Periodontal disease (disease of the teeth and associated structures) is a common problem in veterinary practice. Owners are often unaware that their animals have dental problems, until signs such as bad breath, drooling and difficulty eating become apparent – by which time dental disease may be advanced.
The most common trigger for dental disease is accumulation of plaque and tartar on the teeth, causing the trapping of bacteria and inflammation of the gums (gingivitis). Early removal of plaque and tartar is advisable to prevent disease progression
The best way to help prevent your pet from developing dental disease is to maintain good oral hygiene. The most effective way of doing this is daily brushing. There are many toothpastes and gels available for animals – never use human toothpastes as these may cause problems if swallowed.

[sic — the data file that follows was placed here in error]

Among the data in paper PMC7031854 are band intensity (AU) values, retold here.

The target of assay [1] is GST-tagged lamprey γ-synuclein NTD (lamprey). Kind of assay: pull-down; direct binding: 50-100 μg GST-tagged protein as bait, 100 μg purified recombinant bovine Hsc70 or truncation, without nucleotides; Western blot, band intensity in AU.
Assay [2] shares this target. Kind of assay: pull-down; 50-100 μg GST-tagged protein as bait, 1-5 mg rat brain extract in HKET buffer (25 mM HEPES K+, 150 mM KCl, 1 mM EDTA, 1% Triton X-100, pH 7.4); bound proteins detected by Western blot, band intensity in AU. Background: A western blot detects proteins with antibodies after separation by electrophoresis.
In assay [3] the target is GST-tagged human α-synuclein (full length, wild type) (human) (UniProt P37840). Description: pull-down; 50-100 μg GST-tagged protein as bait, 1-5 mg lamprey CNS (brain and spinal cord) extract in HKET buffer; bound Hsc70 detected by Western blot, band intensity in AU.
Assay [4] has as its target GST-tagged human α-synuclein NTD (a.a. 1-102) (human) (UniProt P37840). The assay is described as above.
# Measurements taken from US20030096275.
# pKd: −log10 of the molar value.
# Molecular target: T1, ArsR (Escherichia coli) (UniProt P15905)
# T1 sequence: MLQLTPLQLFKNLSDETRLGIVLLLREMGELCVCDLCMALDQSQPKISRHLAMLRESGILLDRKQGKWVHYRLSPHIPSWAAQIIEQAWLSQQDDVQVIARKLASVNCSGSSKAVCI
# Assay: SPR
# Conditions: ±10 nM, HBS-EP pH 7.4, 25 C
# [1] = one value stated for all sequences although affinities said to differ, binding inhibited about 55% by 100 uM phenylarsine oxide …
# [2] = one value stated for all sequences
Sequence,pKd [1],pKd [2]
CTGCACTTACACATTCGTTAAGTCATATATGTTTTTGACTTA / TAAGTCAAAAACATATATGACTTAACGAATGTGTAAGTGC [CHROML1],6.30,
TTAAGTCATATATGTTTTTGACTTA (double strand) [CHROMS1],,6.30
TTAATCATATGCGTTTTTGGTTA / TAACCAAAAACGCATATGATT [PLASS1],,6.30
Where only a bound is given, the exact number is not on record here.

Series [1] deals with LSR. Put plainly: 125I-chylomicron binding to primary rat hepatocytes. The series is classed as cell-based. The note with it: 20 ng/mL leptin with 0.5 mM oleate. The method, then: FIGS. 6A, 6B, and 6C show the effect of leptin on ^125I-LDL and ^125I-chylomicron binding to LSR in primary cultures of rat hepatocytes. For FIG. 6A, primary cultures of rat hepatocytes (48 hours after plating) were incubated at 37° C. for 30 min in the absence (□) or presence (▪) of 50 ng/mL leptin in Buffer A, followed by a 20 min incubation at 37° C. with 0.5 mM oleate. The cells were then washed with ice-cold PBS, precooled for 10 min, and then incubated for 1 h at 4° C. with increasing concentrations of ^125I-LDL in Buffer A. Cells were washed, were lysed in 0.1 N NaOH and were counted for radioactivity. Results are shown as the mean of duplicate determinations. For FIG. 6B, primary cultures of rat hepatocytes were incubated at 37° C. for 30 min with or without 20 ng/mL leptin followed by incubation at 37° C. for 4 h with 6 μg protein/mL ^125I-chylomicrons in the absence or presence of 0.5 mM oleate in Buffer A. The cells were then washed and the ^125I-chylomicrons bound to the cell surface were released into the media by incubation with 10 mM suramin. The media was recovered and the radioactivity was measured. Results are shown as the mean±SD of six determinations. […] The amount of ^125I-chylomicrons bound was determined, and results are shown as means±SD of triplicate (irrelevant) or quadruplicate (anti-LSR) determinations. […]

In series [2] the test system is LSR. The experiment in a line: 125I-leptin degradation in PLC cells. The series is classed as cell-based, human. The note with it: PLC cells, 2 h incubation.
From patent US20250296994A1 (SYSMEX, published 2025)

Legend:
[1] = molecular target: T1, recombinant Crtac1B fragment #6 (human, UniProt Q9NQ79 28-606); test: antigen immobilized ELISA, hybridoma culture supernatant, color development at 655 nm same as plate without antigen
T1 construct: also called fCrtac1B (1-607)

A few more tips for maintaining a healthy mouth:
- Dry food is better for your animal’s teeth.
- Feeding things like dental chews and carrots can help scrape off plaque.
- If your pet will not tolerate brushing, a small amount of enzymatic toothpaste/gel in the mouth can still help.
In advanced cases of dental disease your vet may suggest your dog/cat is booked in for a descale and polish under general anaesthesia, and it will be established if any tooth extractions is needed.